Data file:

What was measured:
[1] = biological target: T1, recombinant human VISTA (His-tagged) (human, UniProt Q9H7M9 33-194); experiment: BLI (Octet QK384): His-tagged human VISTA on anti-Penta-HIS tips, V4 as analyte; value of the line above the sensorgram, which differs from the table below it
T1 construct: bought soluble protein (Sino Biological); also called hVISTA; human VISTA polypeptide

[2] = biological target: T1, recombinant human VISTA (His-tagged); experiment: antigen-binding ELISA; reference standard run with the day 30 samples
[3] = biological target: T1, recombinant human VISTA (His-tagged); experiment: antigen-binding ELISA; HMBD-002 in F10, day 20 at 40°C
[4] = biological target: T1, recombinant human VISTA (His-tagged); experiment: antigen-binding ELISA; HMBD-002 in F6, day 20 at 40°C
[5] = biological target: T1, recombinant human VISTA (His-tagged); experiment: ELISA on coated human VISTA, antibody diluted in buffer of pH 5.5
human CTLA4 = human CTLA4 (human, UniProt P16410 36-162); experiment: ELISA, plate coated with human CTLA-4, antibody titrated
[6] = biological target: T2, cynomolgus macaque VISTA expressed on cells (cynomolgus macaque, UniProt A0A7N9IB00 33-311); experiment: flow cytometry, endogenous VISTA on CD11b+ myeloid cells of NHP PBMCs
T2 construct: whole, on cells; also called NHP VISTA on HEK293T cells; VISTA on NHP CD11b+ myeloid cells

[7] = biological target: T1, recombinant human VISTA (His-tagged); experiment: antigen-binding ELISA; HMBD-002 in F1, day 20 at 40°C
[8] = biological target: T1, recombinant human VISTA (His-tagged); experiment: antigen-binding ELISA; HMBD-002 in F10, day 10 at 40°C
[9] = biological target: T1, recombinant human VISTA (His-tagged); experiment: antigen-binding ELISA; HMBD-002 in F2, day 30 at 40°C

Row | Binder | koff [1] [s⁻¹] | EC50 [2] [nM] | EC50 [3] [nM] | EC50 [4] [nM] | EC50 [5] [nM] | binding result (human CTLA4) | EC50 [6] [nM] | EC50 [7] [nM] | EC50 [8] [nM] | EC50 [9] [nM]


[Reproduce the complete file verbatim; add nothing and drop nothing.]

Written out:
What was measured:
[1] = biological target: T1, recombinant human VISTA (His-tagged) (human, UniProt Q9H7M9 33-194); experiment: BLI (Octet QK384): His-tagged human VISTA on anti-Penta-HIS tips, V4 as analyte; value of the line above the sensorgram, which differs from the table below it
T1 construct: bought soluble protein (Sino Biological); also called hVISTA; human VISTA polypeptide

[2] = biological target: T1, recombinant human VISTA (His-tagged); experiment: antigen-binding ELISA; reference standard run with the day 30 samples
[3] = biological target: T1, recombinant human VISTA (His-tagged); experiment: antigen-binding ELISA; HMBD-002 in F10, day 20 at 40°C
[4] = biological target: T1, recombinant human VISTA (His-tagged); experiment: antigen-binding ELISA; HMBD-002 in F6, day 20 at 40°C
[5] = biological target: T1, recombinant human VISTA (His-tagged); experiment: ELISA on coated human VISTA, antibody diluted in buffer of pH 5.5
human CTLA4 = human CTLA4 (human, UniProt P16410 36-162); experiment: ELISA, plate coated with human CTLA-4, antibody titrated
[6] = biological target: T2, cynomolgus macaque VISTA expressed on cells (cynomolgus macaque, UniProt A0A7N9IB00 33-311); experiment: flow cytometry, endogenous VISTA on CD11b+ myeloid cells of NHP PBMCs
T2 construct: whole, on cells; also called NHP VISTA on HEK293T cells; VISTA on NHP CD11b+ myeloid cells

[7] = biological target: T1, recombinant human VISTA (His-tagged); experiment: antigen-binding ELISA; HMBD-002 in F1, day 20 at 40°C
[8] = biological target: T1, recombinant human VISTA (His-tagged); experiment: antigen-binding ELISA; HMBD-002 in F10, day 10 at 40°C
[9] = biological target: T1, recombinant human VISTA (His-tagged); experiment: antigen-binding ELISA; HMBD-002 in F2, day 30 at 40°C

Row | Binder | koff [1] [s⁻¹] | EC50 [2] [nM] | EC50 [3] [nM] | EC50 [4] [nM] | EC50 [5] [nM] | binding result (human CTLA4) | EC50 [6] [nM] | EC50 [7] [nM] | EC50 [8] [nM] | EC50 [9] [nM]